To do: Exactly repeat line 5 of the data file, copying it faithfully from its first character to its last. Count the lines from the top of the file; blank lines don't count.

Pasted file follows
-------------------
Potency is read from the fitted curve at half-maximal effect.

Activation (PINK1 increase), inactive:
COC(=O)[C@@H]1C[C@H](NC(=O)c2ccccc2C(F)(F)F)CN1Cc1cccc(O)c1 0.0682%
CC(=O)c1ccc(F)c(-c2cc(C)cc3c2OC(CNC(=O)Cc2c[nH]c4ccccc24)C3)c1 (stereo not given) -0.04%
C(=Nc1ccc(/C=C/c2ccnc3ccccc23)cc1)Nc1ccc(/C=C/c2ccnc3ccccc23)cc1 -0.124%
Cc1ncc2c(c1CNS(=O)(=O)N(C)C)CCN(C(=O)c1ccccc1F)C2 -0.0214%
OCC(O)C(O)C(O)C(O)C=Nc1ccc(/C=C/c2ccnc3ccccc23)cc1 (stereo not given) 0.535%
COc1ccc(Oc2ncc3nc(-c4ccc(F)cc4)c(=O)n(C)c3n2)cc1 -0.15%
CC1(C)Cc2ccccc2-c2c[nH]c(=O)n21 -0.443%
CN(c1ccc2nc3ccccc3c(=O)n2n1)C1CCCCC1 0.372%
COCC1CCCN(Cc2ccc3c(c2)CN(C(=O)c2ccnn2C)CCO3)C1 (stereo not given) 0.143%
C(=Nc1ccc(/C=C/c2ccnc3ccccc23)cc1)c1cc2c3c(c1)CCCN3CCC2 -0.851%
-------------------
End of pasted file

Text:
C(=Nc1ccc(/C=C/c2ccnc3ccccc23)cc1)Nc1ccc(/C=C/c2ccnc3ccccc23)cc1 -0.124%